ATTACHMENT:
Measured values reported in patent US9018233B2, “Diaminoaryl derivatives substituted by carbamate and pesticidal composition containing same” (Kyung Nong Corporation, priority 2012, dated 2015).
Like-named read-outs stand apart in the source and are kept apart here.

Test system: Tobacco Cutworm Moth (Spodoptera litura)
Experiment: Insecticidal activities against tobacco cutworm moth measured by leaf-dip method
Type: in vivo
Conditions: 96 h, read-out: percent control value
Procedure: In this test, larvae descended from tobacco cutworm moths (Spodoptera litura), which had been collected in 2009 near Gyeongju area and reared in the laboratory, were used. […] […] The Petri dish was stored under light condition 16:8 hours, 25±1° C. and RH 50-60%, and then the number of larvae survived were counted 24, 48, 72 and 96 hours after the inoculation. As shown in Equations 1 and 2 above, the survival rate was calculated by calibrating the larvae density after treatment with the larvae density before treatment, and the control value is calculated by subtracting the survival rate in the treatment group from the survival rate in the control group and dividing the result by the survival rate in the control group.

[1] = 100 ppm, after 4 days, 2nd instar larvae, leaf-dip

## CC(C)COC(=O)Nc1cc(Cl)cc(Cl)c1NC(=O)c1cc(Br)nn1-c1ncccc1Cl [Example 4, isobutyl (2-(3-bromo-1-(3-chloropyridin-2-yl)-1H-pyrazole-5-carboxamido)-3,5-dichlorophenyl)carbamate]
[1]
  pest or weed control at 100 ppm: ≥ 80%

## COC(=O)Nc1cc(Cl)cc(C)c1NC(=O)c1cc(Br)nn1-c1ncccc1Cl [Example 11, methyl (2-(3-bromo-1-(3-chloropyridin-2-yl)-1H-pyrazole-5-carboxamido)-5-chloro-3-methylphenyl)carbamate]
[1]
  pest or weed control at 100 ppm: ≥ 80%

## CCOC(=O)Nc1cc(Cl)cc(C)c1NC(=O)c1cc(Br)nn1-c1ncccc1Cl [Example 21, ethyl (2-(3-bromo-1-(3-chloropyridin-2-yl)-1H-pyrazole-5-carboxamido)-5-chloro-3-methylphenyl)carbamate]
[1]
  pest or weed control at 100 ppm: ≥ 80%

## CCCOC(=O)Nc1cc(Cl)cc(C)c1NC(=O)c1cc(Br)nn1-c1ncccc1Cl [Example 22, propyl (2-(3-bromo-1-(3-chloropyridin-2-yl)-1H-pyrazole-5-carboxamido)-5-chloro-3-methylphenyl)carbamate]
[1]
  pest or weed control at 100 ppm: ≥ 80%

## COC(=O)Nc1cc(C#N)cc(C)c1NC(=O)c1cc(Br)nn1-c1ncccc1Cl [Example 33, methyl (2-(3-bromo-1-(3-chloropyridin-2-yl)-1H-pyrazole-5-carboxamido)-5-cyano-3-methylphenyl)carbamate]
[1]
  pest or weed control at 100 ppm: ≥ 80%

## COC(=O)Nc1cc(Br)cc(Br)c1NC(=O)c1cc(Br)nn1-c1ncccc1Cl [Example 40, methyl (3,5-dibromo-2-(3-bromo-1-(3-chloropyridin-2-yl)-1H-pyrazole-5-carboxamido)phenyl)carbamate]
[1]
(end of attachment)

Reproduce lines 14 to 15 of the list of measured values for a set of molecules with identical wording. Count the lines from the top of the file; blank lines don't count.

  pest or weed control at 100 ppm: ≥ 80%

## CCOC(=O)Nc1cc(Cl)cc(C)c1NC(=O)c1cc(Br)nn1-c1ncccc1Cl [Example 21, ethyl (2-(3-bromo-1-(3-chloropyridin-2-yl)-1H-pyrazole-5-carboxamido)-5-chloro-3-methylphenyl)carbamate]